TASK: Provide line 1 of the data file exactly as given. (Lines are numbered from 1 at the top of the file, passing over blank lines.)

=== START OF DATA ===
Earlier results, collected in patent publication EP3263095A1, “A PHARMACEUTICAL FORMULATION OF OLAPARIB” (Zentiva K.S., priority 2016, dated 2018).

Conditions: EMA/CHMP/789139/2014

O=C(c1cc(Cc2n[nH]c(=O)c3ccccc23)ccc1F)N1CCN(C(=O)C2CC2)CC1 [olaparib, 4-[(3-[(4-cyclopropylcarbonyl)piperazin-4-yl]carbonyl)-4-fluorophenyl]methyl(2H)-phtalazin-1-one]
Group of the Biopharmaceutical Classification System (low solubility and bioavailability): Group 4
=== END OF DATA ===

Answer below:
Earlier results, collected in patent publication EP3263095A1, “A PHARMACEUTICAL FORMULATION OF OLAPARIB” (Zentiva K.S., priority 2016, dated 2018).